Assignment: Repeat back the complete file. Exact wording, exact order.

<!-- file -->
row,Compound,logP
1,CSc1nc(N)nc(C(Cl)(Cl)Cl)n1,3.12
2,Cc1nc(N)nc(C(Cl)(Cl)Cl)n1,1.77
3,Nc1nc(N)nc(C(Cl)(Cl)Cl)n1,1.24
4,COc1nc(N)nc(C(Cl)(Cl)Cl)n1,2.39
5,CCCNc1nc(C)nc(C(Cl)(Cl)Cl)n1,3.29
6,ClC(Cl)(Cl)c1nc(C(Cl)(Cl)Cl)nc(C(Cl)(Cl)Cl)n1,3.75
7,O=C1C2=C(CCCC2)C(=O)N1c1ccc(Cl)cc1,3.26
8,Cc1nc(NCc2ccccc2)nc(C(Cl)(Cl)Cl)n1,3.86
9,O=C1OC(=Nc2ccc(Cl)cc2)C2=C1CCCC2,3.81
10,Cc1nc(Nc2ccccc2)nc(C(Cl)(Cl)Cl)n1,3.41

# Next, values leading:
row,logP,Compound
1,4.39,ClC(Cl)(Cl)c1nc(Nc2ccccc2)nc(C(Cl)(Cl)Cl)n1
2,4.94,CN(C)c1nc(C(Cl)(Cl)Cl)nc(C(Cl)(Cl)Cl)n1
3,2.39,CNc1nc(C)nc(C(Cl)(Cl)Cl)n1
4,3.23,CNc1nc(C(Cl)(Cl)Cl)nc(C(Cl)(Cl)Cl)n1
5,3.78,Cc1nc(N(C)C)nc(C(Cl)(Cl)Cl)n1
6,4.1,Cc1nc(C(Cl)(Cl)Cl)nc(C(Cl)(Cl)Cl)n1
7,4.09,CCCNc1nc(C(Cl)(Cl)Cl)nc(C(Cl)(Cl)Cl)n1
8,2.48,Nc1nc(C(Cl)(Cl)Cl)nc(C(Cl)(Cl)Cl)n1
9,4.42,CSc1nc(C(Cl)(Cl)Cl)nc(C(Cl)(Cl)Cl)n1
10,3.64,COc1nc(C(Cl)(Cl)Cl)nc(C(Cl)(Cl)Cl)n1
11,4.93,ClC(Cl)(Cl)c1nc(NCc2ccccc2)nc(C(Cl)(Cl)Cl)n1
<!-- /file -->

row,Compound,logP
1,CSc1nc(N)nc(C(Cl)(Cl)Cl)n1,3.12
2,Cc1nc(N)nc(C(Cl)(Cl)Cl)n1,1.77
3,Nc1nc(N)nc(C(Cl)(Cl)Cl)n1,1.24
4,COc1nc(N)nc(C(Cl)(Cl)Cl)n1,2.39
5,CCCNc1nc(C)nc(C(Cl)(Cl)Cl)n1,3.29
6,ClC(Cl)(Cl)c1nc(C(Cl)(Cl)Cl)nc(C(Cl)(Cl)Cl)n1,3.75
7,O=C1C2=C(CCCC2)C(=O)N1c1ccc(Cl)cc1,3.26
8,Cc1nc(NCc2ccccc2)nc(C(Cl)(Cl)Cl)n1,3.86
9,O=C1OC(=Nc2ccc(Cl)cc2)C2=C1CCCC2,3.81
10,Cc1nc(Nc2ccccc2)nc(C(Cl)(Cl)Cl)n1,3.41

# Next, values leading:
row,logP,Compound
1,4.39,ClC(Cl)(Cl)c1nc(Nc2ccccc2)nc(C(Cl)(Cl)Cl)n1
2,4.94,CN(C)c1nc(C(Cl)(Cl)Cl)nc(C(Cl)(Cl)Cl)n1
3,2.39,CNc1nc(C)nc(C(Cl)(Cl)Cl)n1
4,3.23,CNc1nc(C(Cl)(Cl)Cl)nc(C(Cl)(Cl)Cl)n1
5,3.78,Cc1nc(N(C)C)nc(C(Cl)(Cl)Cl)n1
6,4.1,Cc1nc(C(Cl)(Cl)Cl)nc(C(Cl)(Cl)Cl)n1
7,4.09,CCCNc1nc(C(Cl)(Cl)Cl)nc(C(Cl)(Cl)Cl)n1
8,2.48,Nc1nc(C(Cl)(Cl)Cl)nc(C(Cl)(Cl)Cl)n1
9,4.42,CSc1nc(C(Cl)(Cl)Cl)nc(C(Cl)(Cl)Cl)n1
10,3.64,COc1nc(C(Cl)(Cl)Cl)nc(C(Cl)(Cl)Cl)n1
11,4.93,ClC(Cl)(Cl)c1nc(NCc2ccccc2)nc(C(Cl)(Cl)Cl)n1